It is at this point that some of you may well be wondering to yourselves, “who the fuck is Run-Run Shaw?”. Well I’ll tell you who he is: Shaw, who died on Tuesday aged 107, sowed the seeds that would go on to influence some of the greatest art ever made.
Sir Run-Run Shaw was a pioneering Hong Kong entertainment mogul and philanthropist who co-founded the legendary Shaw Brothers film studio in 1958. The studio was, at the time, the biggest that Hong Kong had ever seen and cranked out thousands of films, including a slew of seminal kung-fu pictures. Shaw Brothers was the Motown Records of Oriental cinema: it was run as a production line that would churn out product in massive quantities. Its output included a ton of martial arts films, many of which are now hailed as classics.
More than any other studio that had come before it, Shaw Brothers was a vital conduit in introducing Western audiences to Kung-Fu flicks and earned itself innumerable devotees over the years. One of them was Quentin Tarantino, who once said in an interview that in preparation for making Kill Bill he would spend an entire year watching “one old Shaw brothers movie a day, if not three.” The Shaw Brothers’ iconic logo and fanfare is used at the beginning of both Kill Bill films in homage.
Wu-Tang Clan mastermind/head honcho RZA was another Shaw Brothers devotee. Dialogue from SB films appears over a number of Wu-Tang tracks and the title of group’s debut album, Enter The Wu-Tang Clan (36 Chambers) was inspired by the 1978 classic The 36th Chamber Of Shaolin;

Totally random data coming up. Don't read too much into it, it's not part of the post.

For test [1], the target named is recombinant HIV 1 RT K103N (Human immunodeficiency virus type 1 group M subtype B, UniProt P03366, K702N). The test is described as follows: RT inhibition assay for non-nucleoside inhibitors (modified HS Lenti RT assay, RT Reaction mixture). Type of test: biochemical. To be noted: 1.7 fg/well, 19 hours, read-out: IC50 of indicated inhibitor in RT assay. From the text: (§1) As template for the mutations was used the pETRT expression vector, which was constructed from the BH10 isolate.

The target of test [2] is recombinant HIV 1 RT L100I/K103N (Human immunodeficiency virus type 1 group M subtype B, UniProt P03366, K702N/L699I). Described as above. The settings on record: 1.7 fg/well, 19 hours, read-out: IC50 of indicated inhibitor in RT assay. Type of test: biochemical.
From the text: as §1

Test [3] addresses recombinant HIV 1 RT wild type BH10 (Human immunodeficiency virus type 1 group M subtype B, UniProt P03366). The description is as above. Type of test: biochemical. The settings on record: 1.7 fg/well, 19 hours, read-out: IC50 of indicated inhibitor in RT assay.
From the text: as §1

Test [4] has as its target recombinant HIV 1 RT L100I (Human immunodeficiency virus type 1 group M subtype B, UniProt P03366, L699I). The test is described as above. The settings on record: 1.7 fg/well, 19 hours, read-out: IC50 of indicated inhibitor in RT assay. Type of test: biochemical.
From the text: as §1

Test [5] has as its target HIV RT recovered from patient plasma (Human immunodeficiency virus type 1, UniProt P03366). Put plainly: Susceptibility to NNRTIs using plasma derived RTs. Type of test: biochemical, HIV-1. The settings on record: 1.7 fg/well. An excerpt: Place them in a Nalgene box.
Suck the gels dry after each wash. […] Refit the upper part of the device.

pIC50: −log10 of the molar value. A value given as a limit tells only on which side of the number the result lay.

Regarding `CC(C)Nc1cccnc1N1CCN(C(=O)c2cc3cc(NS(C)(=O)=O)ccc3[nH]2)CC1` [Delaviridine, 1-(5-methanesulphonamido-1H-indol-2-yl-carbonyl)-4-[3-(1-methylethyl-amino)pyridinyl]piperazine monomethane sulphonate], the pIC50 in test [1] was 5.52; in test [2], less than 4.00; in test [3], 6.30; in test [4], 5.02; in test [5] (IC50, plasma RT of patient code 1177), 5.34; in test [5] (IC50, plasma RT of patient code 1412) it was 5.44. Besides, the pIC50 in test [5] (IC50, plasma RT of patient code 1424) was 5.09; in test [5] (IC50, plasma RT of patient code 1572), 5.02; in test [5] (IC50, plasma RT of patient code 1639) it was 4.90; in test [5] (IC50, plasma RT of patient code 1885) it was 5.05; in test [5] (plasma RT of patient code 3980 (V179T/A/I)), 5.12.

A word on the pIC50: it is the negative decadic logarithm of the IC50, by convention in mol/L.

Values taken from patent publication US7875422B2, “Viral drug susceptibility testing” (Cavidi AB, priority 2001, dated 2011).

Bobby Digital himself even showed some love to Shaw on Twitter;
Sir Run Run Shaw and his brother released so many inspiring films that influenced me. We lost a true film icon who will never be forgotten
— RZA! (@RZA) January 7, 2014
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But that’s not all. The Wachowkis, creative masterminds behind the Matrix Trilogy, were Shaw Brothers disciples. The studio’s television offshoot also gave big breaks to heavyweight Hong Kong talent like action movie god John Woo and his inimitable leading man and super badass, Chow Yun-Fat. And if all THAT wasn’t enough, Shaw also helped stump up a hefty wad of cash in order help make Blade Runner, widely acclaimed by anyone who isn’t an idiot as One Of The Best Things Ever;
When a man lives to the grand old age of 107 and dies peacefully (and a billionaire to boot), there is less need to mourn and more need to celebrate that man’s achievements. Sir Run-Run Shaw achieved a whole lot (he failed to snap up Bruce Lee over a pay dispute, but let’s not dwell over that one). We salute you, grandmaster.
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